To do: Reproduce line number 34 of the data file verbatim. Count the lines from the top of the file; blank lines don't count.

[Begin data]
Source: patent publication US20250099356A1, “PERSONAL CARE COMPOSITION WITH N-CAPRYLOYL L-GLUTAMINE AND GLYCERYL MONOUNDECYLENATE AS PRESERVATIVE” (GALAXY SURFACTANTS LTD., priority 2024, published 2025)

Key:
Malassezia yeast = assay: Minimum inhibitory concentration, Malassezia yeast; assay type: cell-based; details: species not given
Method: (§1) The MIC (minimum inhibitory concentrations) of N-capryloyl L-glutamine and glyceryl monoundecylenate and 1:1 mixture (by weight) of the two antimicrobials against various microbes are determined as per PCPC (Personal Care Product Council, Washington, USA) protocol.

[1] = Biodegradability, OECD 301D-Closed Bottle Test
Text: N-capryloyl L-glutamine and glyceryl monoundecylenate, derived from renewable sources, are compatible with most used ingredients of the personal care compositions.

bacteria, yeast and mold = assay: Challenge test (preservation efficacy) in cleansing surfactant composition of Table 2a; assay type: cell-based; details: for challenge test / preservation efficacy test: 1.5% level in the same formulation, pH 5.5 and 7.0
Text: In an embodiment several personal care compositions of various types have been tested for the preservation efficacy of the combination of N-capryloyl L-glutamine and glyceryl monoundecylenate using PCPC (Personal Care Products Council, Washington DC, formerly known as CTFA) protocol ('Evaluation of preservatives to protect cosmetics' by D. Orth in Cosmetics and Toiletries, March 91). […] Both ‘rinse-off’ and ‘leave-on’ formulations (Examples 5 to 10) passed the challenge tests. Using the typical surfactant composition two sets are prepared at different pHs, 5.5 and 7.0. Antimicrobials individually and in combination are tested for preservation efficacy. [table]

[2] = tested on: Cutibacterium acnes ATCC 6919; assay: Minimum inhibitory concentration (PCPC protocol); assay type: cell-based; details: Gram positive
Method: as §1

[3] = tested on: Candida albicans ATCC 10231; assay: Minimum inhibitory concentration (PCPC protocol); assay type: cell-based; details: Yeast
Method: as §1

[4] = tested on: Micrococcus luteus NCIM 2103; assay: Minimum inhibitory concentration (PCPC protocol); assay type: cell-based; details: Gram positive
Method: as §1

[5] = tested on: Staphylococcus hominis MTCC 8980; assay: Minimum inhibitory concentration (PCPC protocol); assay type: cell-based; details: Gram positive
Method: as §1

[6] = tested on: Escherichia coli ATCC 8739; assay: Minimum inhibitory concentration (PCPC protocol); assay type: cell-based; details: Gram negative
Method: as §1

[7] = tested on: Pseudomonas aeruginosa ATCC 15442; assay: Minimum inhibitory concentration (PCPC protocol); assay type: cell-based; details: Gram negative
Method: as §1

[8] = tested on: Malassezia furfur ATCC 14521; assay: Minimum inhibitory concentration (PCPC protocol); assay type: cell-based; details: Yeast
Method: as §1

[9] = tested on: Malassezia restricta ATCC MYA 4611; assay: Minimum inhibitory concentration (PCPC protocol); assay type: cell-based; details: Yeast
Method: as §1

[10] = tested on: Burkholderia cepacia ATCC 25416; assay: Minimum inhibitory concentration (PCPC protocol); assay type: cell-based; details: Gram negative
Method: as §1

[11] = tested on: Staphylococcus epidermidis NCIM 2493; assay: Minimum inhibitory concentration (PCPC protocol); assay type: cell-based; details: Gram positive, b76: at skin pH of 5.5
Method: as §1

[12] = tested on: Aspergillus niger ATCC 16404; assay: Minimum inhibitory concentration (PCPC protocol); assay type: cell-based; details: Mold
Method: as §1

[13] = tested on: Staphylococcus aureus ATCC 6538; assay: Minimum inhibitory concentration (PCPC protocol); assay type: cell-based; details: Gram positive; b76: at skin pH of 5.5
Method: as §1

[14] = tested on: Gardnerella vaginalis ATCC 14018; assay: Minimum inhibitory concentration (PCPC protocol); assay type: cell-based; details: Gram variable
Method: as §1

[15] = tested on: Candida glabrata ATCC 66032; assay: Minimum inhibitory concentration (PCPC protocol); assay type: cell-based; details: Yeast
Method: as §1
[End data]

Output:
Method: as §1